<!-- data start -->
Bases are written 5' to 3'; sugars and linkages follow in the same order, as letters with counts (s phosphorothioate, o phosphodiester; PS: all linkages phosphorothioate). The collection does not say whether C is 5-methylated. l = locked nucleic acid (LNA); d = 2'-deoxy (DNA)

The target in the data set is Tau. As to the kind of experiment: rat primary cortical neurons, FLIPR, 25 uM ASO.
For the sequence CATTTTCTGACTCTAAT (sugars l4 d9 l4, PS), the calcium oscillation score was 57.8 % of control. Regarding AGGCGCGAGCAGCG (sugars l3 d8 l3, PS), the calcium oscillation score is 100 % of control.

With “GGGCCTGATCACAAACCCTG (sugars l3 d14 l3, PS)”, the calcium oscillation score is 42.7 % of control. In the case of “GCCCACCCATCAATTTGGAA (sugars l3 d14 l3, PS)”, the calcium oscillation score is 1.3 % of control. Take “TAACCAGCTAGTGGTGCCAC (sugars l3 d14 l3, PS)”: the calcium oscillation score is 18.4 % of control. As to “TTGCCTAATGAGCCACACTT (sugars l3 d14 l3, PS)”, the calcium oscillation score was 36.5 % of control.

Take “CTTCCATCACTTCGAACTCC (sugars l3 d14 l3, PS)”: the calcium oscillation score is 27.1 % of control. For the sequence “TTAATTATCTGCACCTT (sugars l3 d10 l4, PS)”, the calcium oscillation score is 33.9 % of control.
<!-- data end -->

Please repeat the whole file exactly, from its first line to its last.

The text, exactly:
Bases are written 5' to 3'; sugars and linkages follow in the same order, as letters with counts (s phosphorothioate, o phosphodiester; PS: all linkages phosphorothioate). The collection does not say whether C is 5-methylated. l = locked nucleic acid (LNA); d = 2'-deoxy (DNA)

The target in the data set is Tau. As to the kind of experiment: rat primary cortical neurons, FLIPR, 25 uM ASO.
For the sequence CATTTTCTGACTCTAAT (sugars l4 d9 l4, PS), the calcium oscillation score was 57.8 % of control. Regarding AGGCGCGAGCAGCG (sugars l3 d8 l3, PS), the calcium oscillation score is 100 % of control.

With “GGGCCTGATCACAAACCCTG (sugars l3 d14 l3, PS)”, the calcium oscillation score is 42.7 % of control. In the case of “GCCCACCCATCAATTTGGAA (sugars l3 d14 l3, PS)”, the calcium oscillation score is 1.3 % of control. Take “TAACCAGCTAGTGGTGCCAC (sugars l3 d14 l3, PS)”: the calcium oscillation score is 18.4 % of control. As to “TTGCCTAATGAGCCACACTT (sugars l3 d14 l3, PS)”, the calcium oscillation score was 36.5 % of control.

Take “CTTCCATCACTTCGAACTCC (sugars l3 d14 l3, PS)”: the calcium oscillation score is 27.1 % of control. For the sequence “TTAATTATCTGCACCTT (sugars l3 d10 l4, PS)”, the calcium oscillation score is 33.9 % of control.